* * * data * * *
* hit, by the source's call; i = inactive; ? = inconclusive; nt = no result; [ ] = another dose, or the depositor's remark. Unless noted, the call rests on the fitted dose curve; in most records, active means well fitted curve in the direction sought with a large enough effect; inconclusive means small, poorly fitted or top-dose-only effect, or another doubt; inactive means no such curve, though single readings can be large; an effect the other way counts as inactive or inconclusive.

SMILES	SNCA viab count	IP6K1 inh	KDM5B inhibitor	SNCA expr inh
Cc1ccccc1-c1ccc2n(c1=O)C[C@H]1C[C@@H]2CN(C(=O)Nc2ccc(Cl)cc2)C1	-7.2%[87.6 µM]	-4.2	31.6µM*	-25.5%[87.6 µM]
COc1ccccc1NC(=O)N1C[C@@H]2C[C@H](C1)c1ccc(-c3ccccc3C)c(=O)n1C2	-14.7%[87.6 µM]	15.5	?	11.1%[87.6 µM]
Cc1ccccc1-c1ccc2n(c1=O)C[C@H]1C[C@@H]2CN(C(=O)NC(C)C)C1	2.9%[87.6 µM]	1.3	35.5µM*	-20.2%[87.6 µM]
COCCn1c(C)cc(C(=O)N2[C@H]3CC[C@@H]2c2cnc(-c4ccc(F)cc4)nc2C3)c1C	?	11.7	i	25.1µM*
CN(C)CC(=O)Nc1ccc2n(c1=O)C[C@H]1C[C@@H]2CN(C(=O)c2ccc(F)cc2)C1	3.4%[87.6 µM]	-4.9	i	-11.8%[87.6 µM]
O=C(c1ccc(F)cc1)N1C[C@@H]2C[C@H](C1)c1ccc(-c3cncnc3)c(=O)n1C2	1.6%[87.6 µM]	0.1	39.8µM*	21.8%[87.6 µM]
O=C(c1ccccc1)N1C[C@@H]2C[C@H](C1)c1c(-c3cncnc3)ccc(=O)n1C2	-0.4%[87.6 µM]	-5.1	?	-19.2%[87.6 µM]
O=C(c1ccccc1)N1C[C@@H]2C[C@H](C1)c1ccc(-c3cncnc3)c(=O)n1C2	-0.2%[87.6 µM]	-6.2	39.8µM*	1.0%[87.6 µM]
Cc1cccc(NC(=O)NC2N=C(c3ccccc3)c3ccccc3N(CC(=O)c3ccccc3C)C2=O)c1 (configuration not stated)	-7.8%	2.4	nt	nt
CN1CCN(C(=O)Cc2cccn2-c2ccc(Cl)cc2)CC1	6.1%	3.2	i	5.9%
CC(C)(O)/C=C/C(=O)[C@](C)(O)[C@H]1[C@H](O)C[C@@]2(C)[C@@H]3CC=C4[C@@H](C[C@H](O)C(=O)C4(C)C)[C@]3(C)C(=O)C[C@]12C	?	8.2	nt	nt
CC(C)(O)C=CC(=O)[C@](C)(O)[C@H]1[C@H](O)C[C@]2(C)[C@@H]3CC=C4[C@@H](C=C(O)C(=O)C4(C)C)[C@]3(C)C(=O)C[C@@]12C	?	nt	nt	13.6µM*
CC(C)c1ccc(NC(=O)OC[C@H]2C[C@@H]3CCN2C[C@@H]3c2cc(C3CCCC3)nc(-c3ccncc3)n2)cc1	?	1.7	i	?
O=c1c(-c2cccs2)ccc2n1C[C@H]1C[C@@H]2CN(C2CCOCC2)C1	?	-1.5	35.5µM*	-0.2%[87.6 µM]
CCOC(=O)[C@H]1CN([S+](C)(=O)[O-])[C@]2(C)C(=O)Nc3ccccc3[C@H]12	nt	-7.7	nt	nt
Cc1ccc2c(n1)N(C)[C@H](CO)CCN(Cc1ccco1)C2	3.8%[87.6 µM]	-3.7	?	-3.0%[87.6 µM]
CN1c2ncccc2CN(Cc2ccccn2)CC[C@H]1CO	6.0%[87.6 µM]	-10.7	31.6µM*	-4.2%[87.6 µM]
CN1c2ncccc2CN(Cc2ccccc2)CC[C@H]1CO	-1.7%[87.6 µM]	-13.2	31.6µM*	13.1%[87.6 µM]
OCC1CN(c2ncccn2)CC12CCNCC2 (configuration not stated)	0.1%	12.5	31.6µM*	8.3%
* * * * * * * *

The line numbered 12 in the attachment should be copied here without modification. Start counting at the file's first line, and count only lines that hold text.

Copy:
CN1CCN(C(=O)Cc2cccn2-c2ccc(Cl)cc2)CC1	6.1%	3.2	i	5.9%